A potentiometer is the device used to measure the potential difference between a working and a reference electrode, when both are immersed in a solution of which it is desired to determine its acidity or basicity, expressing this as pH.
In this way, potentiometry refers to the analytical method used to determine the concentration of H + ions in a substance that is in solution, through the use of a potentiometer and the two aforementioned electrodes.
In the case of the reference electrode, it has a known, constant and stable potential unlike the working electrode. The potential that develops in this last electrode varies in proportion to the concentration of H + ions found in the solution.
This potential is also greatly influenced by the temperature at which the measurement is carried out.
What is a potentiometer for?
There are a large number of industrial processes – such as drug production, food processing, and water purification – that are highly sensitive to changes in pH levels. For this reason its correct measurement is so important.
As mentioned previously, pH is a parameter used to measure the acidity or alkalinity of a solution that is in the aqueous phase by analyzing the concentration of H + ions in the solution. Then, the pH value is calculated by the following equation:
pH = -log [H + ]
So the potentiometer is used to measure the pH of a substance in solution.
When the potentiometer is connected to the two electrodes immersed in the solution to be analyzed, it detects the potential difference between the working and reference electrode, amplifying this signal and converting it into a pH value using the equation described above.
How does a potentiometer work?
The operation of a potentiometer is based on the mechanism of an electrochemical cell, where H + ions are involved in the chemical reaction of the cell to determine the concentration of these ions in the solution and, in this way, obtain the pH of the same .
When it is desired to measure the pH of a solution by potentiometry, a potentiometer and an electrode are used; the first is the device that determines the pH, while the second is based on the combination of a reference electrode and a measurement electrode that is sensitive to analytes.
In this sense, a circuit is formed through which the electric current flows between the electrodes and the solution, where they perform the function of a battery when they are immersed in the mentioned solution.
In this way, the potentiometer is designed in order to generate a voltage equal to zero (in units of millivolts) when it has a pH equal to seven; that is, neutral.
Likewise, when an increase in potential values is registered (with positive numbers) it means that there are lower pH values, and when a decrease is observed – that is, a growth towards negative numbers – we speak of higher values. pH.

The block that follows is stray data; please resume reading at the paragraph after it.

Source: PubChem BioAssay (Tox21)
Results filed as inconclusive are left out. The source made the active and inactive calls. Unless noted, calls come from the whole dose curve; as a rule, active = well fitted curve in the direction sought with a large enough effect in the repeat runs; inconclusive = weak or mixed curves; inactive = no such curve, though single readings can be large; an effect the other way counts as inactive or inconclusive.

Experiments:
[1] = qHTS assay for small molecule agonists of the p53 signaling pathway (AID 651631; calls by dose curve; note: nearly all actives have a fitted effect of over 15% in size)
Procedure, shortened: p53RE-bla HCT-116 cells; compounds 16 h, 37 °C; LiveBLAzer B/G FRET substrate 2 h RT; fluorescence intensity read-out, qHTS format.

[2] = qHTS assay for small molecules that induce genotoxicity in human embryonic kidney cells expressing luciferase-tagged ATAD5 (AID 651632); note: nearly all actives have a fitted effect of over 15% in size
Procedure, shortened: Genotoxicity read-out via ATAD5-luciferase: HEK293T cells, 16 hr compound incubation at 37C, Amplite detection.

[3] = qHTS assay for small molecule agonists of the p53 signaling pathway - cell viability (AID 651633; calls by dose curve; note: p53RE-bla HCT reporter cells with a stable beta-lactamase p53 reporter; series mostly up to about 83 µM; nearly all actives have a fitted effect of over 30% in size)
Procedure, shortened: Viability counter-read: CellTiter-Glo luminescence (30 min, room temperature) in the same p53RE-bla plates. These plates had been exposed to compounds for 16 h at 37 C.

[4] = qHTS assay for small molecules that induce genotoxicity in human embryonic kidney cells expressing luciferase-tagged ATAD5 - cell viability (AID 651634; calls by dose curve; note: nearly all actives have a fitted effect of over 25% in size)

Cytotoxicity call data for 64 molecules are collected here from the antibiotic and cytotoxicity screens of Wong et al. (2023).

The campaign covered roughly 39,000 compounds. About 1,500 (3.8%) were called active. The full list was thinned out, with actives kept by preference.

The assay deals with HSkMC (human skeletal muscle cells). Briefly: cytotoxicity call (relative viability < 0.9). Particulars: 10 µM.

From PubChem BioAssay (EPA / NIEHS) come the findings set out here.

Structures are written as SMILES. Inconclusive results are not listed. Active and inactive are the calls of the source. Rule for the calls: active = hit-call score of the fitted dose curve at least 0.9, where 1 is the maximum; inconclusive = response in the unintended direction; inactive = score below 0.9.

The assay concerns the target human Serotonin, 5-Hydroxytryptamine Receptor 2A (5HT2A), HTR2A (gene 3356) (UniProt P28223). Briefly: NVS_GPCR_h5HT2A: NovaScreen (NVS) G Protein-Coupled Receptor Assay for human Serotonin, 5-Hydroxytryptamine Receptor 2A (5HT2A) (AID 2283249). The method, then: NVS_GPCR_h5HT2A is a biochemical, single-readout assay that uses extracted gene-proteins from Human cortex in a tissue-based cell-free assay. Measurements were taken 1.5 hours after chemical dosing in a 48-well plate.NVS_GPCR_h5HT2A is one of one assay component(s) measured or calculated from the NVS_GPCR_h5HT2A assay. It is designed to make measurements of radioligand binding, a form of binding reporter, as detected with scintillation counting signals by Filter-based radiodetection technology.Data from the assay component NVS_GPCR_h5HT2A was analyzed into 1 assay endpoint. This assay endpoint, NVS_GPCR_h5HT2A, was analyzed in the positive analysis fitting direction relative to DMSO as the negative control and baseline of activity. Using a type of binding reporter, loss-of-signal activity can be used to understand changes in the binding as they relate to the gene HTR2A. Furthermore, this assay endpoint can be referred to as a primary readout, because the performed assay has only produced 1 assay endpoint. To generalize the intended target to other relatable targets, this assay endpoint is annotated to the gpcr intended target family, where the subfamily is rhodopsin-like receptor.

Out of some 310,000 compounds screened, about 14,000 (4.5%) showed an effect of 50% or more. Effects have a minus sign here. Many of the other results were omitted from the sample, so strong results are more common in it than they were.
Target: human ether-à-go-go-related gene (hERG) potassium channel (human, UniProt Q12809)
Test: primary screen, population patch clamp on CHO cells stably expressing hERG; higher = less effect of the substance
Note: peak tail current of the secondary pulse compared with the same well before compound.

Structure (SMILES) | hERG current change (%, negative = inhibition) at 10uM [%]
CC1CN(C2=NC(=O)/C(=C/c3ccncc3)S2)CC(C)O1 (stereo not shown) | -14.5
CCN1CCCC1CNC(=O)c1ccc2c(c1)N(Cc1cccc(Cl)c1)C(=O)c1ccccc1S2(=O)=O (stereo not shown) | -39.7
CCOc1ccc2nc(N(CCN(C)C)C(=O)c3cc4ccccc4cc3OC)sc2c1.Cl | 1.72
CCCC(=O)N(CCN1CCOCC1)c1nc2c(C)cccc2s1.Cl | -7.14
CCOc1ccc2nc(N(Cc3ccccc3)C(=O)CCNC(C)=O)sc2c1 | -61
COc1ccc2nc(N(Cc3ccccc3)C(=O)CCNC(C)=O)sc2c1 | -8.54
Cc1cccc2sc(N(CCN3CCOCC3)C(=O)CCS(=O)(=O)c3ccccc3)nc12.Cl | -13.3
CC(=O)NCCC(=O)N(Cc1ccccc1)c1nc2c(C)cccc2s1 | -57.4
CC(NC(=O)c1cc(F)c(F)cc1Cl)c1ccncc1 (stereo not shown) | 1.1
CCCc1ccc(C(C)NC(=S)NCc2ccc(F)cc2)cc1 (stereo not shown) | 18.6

The measuring (or working) electrode consists of a device where the reaction under study (oxidation or reduction) takes place.
Although there are many types, it is generally glass, consisting of a very thin glass membrane that has permeability to the H + ions of the medium in which it is.
By placing this in a solution that has a different pH than the solution present in the cell, a potential difference is generated between the two faces of the membrane and this difference can be recorded by means of a reference electrode.
On the other hand, the reference electrode is a device that has characteristics of stable potential and with a known value, which is normally used as the anode in the electrochemical cell.
An example of this type of electrode is one that is made up of a silver wire, which is coated with silver chloride and immersed in a dilute hydrochloric acid solution, or the reference electrode saturated with calomel, like the one shown in the figure below.
So the potentiometer determines the potential difference that is generated between the electrodes, although only the potential of the working electrode depends on the concentrations of the ionic species.
Calibrating a potentiometer
The calibration of a potentiometer must be carried out through known buffer solutions (also called buffers or buffer solutions), which consist of systems with practically invariable pH that contain a weak substance and its conjugated species.
Each buffer solution has a specific pH, which can be acidic (pH <7), basic (pH> 7) or neutral (pH = 7), and can be commercially purchased already standardized or prepared in the laboratory with certified reagents and through the use of established and validated procedures.
As potentiometers measure the pH value within a range that is considered wide, it must be known whether the analyte has a pH greater or less than seven in order to proceed with its correct calibration.
Thus, for samples whose pH is expected to be basic, it should be calibrated with a buffer solution with a pH equal to seven and another with a higher pH (normally one of pH ten is used).
On the other hand, for samples with an expected acidic pH, it is calibrated with a buffer solution with a pH equal to seven and another with a lower pH (normally one of pH four is used).
Finally, the recalibration of this measuring instrument must be carried out before and after each use, recording its results, including the date and time in which they were carried out and the characteristics of the buffer solutions used to control it.